It’s been a good run, but the Acura NSX isn’t going out quietly.
In fact, you could argue the past few months have been the current generation’s swan song. The automaker released one last version of its iconic sports car, and Tommy has the opportunity to check it out in California. This particular car not only looks awesome in Curva Red, but it is truly a rarefied track-ready machine. Check out the video below for a comprehensive take on the Acura NSX Type S — a 600 horsepower, next-level version of the brand’s halo that you may see here in the U.S. (and a few other countries), but sadly can’t actually buy at this point.
Still, it’s an important milestone for the second-generation car. After the original NSX’s 15-year production run that ended in 2005, the nameplate sat idle for a decade as the economic crisis of the late 2000s compelled Honda to scrap a V10-engined follow-up. In 2015, though, we finally got the NSX we’ve had for the past six years — a 3.5-liter twin-turbocharged V6 sports car with three electric motors onboard.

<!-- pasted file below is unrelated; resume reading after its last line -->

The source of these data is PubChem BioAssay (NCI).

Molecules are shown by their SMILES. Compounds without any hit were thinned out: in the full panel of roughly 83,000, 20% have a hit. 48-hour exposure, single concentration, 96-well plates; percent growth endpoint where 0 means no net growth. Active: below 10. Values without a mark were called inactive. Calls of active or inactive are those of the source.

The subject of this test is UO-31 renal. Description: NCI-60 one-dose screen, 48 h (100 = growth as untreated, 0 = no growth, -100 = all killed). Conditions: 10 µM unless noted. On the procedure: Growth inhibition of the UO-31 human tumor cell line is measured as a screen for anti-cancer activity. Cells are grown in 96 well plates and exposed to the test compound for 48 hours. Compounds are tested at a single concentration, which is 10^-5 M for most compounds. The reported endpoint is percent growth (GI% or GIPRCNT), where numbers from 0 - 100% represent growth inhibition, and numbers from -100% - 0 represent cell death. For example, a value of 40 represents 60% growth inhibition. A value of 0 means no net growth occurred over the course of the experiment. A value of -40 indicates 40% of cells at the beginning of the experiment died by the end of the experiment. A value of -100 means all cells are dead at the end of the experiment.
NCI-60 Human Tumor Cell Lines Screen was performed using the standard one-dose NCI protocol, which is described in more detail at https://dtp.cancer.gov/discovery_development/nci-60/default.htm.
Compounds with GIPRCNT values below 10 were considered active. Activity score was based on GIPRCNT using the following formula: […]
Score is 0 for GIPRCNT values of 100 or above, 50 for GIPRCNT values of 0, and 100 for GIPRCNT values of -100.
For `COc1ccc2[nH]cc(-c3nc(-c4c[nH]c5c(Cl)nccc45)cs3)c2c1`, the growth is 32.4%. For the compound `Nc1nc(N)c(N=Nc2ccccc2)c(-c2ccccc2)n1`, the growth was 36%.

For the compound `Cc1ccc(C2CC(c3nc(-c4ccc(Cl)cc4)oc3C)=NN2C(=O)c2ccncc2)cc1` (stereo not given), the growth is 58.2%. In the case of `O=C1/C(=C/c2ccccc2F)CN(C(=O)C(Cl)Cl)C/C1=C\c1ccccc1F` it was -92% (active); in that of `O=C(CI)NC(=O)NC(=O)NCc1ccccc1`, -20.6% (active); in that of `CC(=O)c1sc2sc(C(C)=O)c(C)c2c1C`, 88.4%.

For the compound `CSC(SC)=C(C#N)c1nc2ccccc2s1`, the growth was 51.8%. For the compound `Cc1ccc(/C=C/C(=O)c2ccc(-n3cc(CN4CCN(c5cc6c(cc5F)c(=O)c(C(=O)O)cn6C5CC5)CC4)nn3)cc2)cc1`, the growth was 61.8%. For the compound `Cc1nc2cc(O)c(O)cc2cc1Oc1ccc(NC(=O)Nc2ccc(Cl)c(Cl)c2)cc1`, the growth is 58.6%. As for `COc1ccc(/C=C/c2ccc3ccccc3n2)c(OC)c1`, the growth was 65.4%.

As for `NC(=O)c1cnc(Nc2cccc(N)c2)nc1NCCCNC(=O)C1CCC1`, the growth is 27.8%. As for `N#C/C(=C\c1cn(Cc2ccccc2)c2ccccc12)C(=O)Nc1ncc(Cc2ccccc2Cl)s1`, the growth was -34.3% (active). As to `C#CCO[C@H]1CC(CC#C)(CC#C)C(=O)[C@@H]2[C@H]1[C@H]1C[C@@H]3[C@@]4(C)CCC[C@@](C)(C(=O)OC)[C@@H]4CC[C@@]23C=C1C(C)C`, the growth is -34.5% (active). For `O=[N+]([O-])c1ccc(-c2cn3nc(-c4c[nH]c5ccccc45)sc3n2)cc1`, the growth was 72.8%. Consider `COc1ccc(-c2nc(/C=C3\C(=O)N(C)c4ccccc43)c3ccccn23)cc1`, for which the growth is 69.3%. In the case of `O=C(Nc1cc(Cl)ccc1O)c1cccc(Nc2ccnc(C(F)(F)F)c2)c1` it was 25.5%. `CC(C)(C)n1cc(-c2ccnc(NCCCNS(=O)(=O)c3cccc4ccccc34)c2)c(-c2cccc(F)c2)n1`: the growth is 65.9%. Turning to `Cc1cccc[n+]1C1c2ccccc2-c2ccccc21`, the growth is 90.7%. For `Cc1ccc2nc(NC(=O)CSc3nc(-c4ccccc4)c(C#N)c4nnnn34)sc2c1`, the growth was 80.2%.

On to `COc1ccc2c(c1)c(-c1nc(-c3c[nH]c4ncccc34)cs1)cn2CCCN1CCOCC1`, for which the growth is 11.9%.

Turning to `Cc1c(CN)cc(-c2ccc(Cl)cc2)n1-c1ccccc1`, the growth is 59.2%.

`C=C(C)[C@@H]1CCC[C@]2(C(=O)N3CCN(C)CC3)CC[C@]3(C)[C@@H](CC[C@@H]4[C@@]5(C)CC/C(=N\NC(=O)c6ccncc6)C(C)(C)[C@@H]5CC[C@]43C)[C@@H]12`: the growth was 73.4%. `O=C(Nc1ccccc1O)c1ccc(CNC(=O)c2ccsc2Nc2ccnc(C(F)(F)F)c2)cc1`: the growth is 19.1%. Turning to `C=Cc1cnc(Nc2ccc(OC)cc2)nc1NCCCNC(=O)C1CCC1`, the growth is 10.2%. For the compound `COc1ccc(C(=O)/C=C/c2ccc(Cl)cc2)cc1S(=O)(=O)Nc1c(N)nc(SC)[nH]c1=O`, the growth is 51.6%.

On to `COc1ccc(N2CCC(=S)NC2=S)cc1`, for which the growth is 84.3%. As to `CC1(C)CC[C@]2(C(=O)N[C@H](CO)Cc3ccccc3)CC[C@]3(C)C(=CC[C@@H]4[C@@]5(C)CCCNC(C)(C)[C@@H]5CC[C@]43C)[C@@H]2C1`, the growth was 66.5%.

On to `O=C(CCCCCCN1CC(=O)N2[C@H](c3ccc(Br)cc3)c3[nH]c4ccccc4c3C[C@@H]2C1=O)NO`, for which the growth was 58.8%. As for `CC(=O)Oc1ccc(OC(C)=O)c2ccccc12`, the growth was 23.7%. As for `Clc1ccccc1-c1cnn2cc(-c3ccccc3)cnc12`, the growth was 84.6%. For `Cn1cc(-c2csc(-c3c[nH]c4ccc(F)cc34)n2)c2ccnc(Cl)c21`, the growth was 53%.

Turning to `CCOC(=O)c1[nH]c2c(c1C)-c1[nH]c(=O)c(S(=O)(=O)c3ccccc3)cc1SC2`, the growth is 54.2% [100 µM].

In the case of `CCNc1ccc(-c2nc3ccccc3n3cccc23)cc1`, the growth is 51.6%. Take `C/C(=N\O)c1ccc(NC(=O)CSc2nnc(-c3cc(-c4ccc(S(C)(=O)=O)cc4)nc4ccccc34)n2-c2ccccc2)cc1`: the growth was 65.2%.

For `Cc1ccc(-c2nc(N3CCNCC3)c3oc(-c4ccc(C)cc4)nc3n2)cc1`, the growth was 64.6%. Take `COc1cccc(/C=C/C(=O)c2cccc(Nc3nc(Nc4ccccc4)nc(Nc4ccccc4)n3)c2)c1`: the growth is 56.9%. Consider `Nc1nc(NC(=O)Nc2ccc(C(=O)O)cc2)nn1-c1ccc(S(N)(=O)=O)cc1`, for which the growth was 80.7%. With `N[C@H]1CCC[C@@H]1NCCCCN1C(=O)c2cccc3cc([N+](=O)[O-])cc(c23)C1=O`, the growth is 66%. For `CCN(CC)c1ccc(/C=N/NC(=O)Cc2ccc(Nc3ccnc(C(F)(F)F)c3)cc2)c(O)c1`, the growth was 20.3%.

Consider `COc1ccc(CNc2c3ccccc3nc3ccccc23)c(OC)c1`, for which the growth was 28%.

While the original car managed 573 horsepower, the Acura NSX Type S gets a bit more grunt from the company’s Performance Manufacturing Center in Ohio. Torque increased as well, to 492 lb-ft. Stickier rubber, GT3-inspired aerodynamic changes and more aggressive styling help cement the car’s status at the top of the NSX pecking order, as Tommy finds out in the video below.
Why you can’t buy one (at least not brand new)
More performance though it might have, however, the production numbers for the Acura NSX Type S are relatively small. Mind you, the standard NSX is not exactly common, but just 350 of these high-performance versions will ever exist. Even worse, the 300 that will remain in the U.S. after leaving the PMC facility sold out…within 24 hours, no less.
Despite the $170,000 price tag, folks spoke for every single unit in that surprisingly short period. So, why are we talking about it at all then? Acura brought Tommy out to check out another, more widely available Type S (more on that soon), but we’re still talking about an NSX here. You don’t pass on an opportunity to drive an NSX, particularly on a track — and we can at least appreciate the sort of performance this last NSX brings to the table, if only vicariously.
Check out Tommy’s full review below: